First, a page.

If you have an ACS member number, please enter it here so we can link this account to your membership. (optional)

ACS values your privacy. By submitting your information, you are gaining access to C&EN and subscribing to our weekly newsletter. We use the information you provide to make your reading experience better, and we will never sell your data to third party members.



In Search Of The Perfect Auto Tire

Polyurethane looks enticing, but it may not be the ultimate answer

by Marc S. Reisch
September 11, 2006 | A version of this story appeared in Volume 84, Issue 37

Prime Time?
Credit: Amerityre
Amerityre says its all-polyurethane pneumatic tire still needs to pass government tests.
Credit: Amerityre
Amerityre says its all-polyurethane pneumatic tire still needs to pass government tests.

Earth movers use them. so doforklifts, roller coasters, and mining equipment. They are polyurethane tires, or rubber tires filled with polyurethane foam, and they are engineered to endure the heavy lifting, pushing, rolling, and other punishing conditions to which industrial equipment is subjected.

These tires do not deflate, don't suffer from blowouts, and survive under the most trying conditions. But the jury is out on how far polyurethane can penetrate the automobile tire market. Many observers think polyurethane's use will be limited to only a modest application, as inserts for new run-flat tire systems. One small firm, however, Boulder City, Nev.-based Amerityre, sees polyurethane as the wave of the future.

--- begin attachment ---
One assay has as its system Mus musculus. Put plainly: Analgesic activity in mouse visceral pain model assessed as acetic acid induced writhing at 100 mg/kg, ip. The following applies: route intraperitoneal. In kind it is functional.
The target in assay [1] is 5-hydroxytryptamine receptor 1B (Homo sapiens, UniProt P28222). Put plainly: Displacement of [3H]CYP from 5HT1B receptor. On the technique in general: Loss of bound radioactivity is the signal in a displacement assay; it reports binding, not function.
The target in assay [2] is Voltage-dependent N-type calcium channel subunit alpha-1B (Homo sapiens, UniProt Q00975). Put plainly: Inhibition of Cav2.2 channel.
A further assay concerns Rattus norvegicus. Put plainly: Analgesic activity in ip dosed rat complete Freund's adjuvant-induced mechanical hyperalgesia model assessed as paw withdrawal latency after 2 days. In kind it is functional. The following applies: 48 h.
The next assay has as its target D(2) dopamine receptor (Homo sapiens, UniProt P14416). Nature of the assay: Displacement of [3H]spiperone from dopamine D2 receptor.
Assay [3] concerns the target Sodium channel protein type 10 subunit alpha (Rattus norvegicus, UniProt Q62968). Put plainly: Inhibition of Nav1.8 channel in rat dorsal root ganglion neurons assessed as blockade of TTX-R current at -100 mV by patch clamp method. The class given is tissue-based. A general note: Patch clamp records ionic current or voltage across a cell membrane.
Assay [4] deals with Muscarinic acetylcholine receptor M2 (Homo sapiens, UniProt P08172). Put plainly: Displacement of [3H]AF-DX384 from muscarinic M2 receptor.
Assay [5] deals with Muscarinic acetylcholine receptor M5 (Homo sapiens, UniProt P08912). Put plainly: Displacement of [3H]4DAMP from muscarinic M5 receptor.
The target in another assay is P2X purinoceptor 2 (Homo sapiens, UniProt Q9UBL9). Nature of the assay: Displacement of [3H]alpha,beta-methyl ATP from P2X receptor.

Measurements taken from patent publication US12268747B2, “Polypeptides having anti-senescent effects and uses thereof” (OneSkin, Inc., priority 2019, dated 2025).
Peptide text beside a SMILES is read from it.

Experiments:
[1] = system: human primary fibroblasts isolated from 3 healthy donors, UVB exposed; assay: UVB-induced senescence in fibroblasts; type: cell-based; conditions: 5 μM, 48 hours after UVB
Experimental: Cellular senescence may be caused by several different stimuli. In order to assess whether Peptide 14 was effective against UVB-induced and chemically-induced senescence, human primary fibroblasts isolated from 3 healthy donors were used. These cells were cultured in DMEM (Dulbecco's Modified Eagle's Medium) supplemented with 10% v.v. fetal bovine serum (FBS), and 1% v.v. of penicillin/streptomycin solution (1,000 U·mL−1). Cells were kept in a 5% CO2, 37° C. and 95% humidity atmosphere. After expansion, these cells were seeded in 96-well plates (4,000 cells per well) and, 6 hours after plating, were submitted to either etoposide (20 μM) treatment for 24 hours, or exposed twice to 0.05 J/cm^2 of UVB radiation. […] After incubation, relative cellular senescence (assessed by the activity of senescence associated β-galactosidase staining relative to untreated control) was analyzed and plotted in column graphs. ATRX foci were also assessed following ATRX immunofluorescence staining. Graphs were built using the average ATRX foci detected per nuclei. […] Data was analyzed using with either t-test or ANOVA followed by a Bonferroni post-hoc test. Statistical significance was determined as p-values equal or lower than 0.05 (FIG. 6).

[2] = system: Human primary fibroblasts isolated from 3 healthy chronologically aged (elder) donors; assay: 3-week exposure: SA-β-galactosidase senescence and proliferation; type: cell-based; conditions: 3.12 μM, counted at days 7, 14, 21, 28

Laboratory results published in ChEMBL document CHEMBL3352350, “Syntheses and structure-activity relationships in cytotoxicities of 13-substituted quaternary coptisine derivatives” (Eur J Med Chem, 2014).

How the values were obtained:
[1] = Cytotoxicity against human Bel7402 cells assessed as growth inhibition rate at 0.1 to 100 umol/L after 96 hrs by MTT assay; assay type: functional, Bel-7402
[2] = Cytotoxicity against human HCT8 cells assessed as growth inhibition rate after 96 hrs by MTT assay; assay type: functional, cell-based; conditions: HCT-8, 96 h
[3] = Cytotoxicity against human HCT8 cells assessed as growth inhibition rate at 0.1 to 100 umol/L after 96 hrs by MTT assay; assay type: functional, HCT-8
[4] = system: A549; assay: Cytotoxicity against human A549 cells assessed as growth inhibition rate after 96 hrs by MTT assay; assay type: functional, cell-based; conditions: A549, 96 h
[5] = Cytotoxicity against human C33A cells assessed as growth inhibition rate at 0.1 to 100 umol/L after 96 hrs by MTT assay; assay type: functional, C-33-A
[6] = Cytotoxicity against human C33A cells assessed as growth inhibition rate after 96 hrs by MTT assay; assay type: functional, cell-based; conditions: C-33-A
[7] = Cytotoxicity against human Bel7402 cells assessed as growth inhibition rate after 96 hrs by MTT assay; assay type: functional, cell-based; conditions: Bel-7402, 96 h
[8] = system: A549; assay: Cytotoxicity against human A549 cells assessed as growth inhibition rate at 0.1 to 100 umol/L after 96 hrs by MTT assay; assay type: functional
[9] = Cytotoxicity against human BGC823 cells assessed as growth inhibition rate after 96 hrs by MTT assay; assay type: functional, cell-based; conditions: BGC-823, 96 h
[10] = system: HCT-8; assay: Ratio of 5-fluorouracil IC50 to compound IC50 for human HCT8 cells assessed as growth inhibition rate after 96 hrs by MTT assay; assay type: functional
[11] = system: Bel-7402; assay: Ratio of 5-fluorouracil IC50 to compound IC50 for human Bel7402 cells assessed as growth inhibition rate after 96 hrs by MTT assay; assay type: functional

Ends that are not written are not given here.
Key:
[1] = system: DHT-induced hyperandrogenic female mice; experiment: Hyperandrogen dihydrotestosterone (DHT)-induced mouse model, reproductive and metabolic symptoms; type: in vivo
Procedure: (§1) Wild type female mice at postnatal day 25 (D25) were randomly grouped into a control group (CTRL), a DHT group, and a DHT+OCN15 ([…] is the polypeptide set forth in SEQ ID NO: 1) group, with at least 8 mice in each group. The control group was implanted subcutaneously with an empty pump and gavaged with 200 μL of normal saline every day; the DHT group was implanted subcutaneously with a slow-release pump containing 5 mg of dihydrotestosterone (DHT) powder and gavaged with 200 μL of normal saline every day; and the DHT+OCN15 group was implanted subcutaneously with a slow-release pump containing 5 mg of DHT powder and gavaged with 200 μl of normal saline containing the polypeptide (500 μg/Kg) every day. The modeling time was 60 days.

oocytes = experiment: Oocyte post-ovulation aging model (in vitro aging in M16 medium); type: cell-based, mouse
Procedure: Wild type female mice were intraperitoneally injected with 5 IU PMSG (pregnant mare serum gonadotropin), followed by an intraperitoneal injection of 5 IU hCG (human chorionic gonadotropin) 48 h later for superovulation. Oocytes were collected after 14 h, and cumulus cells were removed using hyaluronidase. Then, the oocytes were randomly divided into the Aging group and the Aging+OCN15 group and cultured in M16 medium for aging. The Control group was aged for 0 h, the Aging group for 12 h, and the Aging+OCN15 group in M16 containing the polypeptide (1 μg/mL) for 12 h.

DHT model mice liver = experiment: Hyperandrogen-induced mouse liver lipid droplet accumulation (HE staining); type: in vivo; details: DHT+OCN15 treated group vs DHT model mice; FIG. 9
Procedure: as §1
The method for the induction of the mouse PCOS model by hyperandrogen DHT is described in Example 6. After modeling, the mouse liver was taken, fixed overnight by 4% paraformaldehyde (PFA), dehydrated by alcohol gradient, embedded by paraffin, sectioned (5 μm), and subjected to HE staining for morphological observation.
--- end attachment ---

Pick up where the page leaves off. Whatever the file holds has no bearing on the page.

Ever since the Bridgestone/Firestone tire debacle in 2000, when underinflated tires on Ford's Explorer sport-utility vehicle contributed to a spate of fatal accidents, manufacturers, government regulators, and consumers have eagerly sought more dependable tires. If tires incorporating polyurethane perform so well on heavy-duty equipment, the reasoning goes, they might bring real benefits to automotive tires.